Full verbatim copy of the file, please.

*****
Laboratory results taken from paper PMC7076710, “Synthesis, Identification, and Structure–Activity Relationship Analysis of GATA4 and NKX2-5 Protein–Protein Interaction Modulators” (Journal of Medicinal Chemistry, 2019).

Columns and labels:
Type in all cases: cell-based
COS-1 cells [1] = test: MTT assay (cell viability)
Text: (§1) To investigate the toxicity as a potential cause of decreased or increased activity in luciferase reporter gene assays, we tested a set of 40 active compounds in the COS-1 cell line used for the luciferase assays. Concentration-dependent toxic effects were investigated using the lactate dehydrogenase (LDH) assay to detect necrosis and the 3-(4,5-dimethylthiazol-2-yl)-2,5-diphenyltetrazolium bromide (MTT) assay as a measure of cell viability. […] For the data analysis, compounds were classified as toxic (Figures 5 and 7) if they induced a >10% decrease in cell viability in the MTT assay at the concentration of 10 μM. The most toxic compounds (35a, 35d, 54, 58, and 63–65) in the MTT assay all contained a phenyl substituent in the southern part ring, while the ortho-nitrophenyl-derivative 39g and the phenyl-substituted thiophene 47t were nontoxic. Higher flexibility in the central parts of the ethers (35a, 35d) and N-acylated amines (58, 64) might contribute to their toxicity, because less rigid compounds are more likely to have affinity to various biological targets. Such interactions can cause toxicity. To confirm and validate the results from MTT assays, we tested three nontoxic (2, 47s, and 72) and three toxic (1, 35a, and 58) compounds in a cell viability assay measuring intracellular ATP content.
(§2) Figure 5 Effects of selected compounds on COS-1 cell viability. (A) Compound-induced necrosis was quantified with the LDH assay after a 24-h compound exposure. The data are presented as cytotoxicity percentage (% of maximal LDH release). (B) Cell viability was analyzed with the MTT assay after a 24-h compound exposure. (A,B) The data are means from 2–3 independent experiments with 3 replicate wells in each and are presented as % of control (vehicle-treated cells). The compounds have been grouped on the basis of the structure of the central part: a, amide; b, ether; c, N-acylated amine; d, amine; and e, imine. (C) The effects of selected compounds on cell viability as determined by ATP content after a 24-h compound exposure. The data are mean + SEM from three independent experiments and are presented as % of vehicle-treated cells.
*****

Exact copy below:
Laboratory results taken from paper PMC7076710, “Synthesis, Identification, and Structure–Activity Relationship Analysis of GATA4 and NKX2-5 Protein–Protein Interaction Modulators” (Journal of Medicinal Chemistry, 2019).

Columns and labels:
Type in all cases: cell-based
COS-1 cells [1] = test: MTT assay (cell viability)
Text: (§1) To investigate the toxicity as a potential cause of decreased or increased activity in luciferase reporter gene assays, we tested a set of 40 active compounds in the COS-1 cell line used for the luciferase assays. Concentration-dependent toxic effects were investigated using the lactate dehydrogenase (LDH) assay to detect necrosis and the 3-(4,5-dimethylthiazol-2-yl)-2,5-diphenyltetrazolium bromide (MTT) assay as a measure of cell viability. […] For the data analysis, compounds were classified as toxic (Figures 5 and 7) if they induced a >10% decrease in cell viability in the MTT assay at the concentration of 10 μM. The most toxic compounds (35a, 35d, 54, 58, and 63–65) in the MTT assay all contained a phenyl substituent in the southern part ring, while the ortho-nitrophenyl-derivative 39g and the phenyl-substituted thiophene 47t were nontoxic. Higher flexibility in the central parts of the ethers (35a, 35d) and N-acylated amines (58, 64) might contribute to their toxicity, because less rigid compounds are more likely to have affinity to various biological targets. Such interactions can cause toxicity. To confirm and validate the results from MTT assays, we tested three nontoxic (2, 47s, and 72) and three toxic (1, 35a, and 58) compounds in a cell viability assay measuring intracellular ATP content.
(§2) Figure 5 Effects of selected compounds on COS-1 cell viability. (A) Compound-induced necrosis was quantified with the LDH assay after a 24-h compound exposure. The data are presented as cytotoxicity percentage (% of maximal LDH release). (B) Cell viability was analyzed with the MTT assay after a 24-h compound exposure. (A,B) The data are means from 2–3 independent experiments with 3 replicate wells in each and are presented as % of control (vehicle-treated cells). The compounds have been grouped on the basis of the structure of the central part: a, amide; b, ether; c, N-acylated amine; d, amine; and e, imine. (C) The effects of selected compounds on cell viability as determined by ATP content after a 24-h compound exposure. The data are mean + SEM from three independent experiments and are presented as % of vehicle-treated cells.